Crystallization Lab

The crystallization laboratory component of the Macromolecular Crystallography Laboratory is located in room 2750 of the Stephenson Life Sciences Research Center on the University of Oklahoma-Norman South Research campus. The mission of the laboratory is to help researchers at the university and through out the state of Oklahoma crystallize protein and/or nucleic acid samples of interest.

Funding for the robotic instrumentation was provided by the National Science Foundation, Award 0922269

Services


The Macromolecular Crystallography Lab (MCL) provides nano liter volume crystallization screening using the Mosquito by TTP Labtech. The Mosquito uses a continuous reel of disposable positive displacement micropipette tips capable of dispensing volumes ranging from 50 nL to 1.2 µL. The use of a disposable pipette guarantees no cross contamination. Currently the facility offers a number of commercial 96 and 48 condition screens. Please ask the Facility Manager what screens are currently available.  You may supply a non-commercial screen or a commercial screen that we do not have. If using a screen not offered by the MCL you will be responsible for filling the tray, or at the very least a filled 96 well block, to be run on the Mosquito. Please contact the Facility Manager if you have questions regarding the use of your own screens.

The minimal volume of sample need to setup a 96 well tray is 15 µL. This will allow of 100 nL x 50 - 1200 nL drops over 96 conditions. Optimum drop sizes and initial screens can be determined in consultation with laboratory personnel. It is recommended that if you have the purified compound to use that 300 nL x 300 nL be setup. Successful trials can then be optimized in crystallization laboratory or at the researchers home laboratory.

All crystal trays will be imaged at room temperature automatically by our Rigaku Americas  Desktop Minstrel with Gallery 160 imaging system. Along with the imaging system the Alchemisit II fluid handler also from Rigaku is available for the production of optimization/fine screens. The DT Minstrel and Alchemist II are integrated through the Crystal Trak program suite.

The MCL can also provide guidance and materials to users in setting up crystallization trials by hand. It is recommended that only 24 or 48 well trays be done in this manner and all 96 well trays be set up by the Mosquito.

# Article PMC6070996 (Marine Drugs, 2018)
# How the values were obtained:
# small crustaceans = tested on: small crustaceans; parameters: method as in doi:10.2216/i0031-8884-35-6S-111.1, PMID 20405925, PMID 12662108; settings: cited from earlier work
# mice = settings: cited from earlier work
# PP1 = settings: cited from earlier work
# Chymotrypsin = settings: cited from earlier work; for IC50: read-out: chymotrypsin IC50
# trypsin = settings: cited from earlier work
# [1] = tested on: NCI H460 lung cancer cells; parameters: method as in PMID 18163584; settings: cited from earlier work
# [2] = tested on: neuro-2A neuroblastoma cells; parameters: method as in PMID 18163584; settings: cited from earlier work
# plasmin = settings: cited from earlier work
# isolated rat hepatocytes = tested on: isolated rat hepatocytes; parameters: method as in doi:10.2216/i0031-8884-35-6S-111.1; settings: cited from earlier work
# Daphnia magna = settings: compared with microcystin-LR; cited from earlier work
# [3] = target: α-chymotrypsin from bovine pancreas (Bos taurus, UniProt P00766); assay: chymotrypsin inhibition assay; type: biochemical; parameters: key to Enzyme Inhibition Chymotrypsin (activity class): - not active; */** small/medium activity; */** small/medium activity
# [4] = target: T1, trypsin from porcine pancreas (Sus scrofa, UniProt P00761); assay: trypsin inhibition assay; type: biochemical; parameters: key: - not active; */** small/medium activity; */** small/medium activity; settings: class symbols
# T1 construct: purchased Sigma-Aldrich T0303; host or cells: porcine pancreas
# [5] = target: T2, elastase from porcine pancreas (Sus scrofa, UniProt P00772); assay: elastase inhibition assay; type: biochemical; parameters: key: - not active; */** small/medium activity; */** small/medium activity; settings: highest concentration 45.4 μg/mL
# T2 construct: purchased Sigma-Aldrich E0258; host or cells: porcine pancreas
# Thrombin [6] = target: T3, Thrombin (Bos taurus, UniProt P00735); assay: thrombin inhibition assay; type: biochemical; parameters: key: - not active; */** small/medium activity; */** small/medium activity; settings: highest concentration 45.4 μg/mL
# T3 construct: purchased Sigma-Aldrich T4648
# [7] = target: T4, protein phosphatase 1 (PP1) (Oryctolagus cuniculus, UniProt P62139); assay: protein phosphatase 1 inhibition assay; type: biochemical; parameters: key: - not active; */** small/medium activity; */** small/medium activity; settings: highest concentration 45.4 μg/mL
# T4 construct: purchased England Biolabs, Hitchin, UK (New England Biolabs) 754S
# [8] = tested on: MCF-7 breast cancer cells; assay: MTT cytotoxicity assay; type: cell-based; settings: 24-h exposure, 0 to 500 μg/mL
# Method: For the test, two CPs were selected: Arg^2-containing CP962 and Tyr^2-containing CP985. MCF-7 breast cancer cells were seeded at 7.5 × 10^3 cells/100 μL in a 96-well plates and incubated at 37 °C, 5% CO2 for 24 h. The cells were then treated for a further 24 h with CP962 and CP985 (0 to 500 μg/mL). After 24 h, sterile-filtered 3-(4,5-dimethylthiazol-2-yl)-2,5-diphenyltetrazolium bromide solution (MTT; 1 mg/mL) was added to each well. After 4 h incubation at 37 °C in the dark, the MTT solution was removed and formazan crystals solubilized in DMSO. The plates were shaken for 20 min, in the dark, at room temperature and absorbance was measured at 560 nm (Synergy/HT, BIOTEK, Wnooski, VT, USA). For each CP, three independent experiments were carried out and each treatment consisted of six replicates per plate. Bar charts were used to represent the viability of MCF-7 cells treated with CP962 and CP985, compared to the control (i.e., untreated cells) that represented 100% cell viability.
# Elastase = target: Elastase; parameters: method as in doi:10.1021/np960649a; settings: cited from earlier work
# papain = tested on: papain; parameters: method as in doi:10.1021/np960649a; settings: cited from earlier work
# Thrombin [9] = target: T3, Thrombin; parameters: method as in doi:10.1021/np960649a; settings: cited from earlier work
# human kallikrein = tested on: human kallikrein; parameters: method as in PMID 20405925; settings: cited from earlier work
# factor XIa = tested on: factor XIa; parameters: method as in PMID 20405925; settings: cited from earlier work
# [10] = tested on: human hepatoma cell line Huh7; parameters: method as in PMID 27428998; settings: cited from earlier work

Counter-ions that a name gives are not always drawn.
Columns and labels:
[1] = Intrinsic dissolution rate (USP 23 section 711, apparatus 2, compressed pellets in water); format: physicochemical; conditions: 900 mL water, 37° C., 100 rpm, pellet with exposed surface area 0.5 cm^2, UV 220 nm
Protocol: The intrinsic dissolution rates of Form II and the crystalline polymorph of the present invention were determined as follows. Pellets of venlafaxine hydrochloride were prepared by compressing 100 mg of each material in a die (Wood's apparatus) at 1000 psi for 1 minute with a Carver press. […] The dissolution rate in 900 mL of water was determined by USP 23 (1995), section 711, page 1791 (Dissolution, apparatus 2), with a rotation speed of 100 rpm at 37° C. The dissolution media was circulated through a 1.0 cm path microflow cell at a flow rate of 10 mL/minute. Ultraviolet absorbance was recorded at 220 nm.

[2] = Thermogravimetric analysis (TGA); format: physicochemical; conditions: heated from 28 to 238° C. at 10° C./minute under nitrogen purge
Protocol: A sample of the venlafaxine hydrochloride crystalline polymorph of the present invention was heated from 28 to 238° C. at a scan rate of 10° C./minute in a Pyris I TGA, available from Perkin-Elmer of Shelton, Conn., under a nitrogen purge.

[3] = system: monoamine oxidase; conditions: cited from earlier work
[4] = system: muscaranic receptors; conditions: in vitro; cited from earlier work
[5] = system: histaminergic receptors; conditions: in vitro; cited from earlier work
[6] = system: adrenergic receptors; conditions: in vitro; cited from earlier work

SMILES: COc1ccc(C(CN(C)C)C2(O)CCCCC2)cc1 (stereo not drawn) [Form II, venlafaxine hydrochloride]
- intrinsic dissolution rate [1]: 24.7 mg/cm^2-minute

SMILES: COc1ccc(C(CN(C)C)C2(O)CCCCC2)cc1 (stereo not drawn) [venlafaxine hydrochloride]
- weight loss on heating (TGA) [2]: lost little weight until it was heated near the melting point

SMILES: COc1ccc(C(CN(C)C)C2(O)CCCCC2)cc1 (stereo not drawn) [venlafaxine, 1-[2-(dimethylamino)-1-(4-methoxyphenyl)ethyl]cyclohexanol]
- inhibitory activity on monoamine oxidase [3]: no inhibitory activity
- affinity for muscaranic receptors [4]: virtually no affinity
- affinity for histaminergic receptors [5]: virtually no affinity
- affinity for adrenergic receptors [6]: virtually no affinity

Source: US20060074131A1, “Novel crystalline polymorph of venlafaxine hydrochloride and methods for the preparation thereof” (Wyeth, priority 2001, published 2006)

Upon the successful crystallization of the macromolecule of interest the laboratory will then provide guidance in screening of the crystals for diffraction and subsequent structure solution.

Applicable fees will be charged for services.

Materials


Consumables that can be provided include:

  • 96 and 24 well crystallization trays
  • crystallization reagents
  • materials for sealing tray wells
  • additives for screening and optimization
Equipment provided for conducting crystallization trials:
  • pipetters and other needed glassware
  • incubators for temperature control
  • microscopes for visualization and recording of trial wells

Sample Requirements


Samples submitted for crystallization trails should be as homogeneous and pure as possible in order have the highest probability for success. At the very minimum an overloaded SDS-PAGE gel should show a single band at the correct molecular weight for the compound. Other means of determining purity and homogeneity should also be explored. All biochemical and biophysical information that can be obtained can aid in the successful crystallization trail. Other test that can aid in crystallization:

  • Size Exclusion Chromatography (SEC)
  • Mass Spectroscopy
  • Isoelectric Focusing (IEF) gels
  • Amino Acid Analysis
  • N-terminal sequencing
  • Native-PAGE
  • Ultra centrifugation
  • Dynamic Light Scattering

The other major physical property to consider for the sample is concentration. A general rule of thumb is to have a sample concentration of 10 to 20 mg/mL. If the sample can be concentrated to much higher levels then do so and conversely if the sample can not be concentrated to that level then it should be concentrated to a level just under were the sample will aggregate or precipitate out.